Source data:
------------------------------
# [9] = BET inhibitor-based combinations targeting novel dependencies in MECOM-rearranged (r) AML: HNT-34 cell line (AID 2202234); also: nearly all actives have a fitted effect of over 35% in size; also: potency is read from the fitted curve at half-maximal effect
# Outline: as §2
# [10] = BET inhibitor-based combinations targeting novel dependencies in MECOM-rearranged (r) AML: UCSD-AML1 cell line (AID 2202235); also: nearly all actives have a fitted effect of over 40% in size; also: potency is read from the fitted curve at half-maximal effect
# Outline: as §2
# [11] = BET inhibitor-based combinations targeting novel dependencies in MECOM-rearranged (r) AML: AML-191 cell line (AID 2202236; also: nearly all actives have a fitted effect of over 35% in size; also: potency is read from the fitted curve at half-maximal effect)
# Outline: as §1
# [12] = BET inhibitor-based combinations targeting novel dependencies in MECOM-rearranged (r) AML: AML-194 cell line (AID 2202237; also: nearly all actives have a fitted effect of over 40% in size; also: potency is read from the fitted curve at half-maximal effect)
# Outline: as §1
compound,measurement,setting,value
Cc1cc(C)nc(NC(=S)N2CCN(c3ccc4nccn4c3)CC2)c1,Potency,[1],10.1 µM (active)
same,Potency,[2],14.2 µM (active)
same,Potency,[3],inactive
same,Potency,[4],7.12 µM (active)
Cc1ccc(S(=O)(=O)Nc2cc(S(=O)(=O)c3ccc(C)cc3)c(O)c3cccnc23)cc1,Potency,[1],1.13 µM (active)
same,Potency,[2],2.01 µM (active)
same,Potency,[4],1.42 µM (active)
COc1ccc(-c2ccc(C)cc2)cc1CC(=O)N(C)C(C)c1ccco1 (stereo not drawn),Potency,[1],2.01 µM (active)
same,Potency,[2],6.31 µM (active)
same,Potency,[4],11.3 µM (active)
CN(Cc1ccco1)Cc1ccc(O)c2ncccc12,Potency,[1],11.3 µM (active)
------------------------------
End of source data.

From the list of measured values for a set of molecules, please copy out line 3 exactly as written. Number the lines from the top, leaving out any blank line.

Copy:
# [10] = BET inhibitor-based combinations targeting novel dependencies in MECOM-rearranged (r) AML: UCSD-AML1 cell line (AID 2202235); also: nearly all actives have a fitted effect of over 40% in size; also: potency is read from the fitted curve at half-maximal effect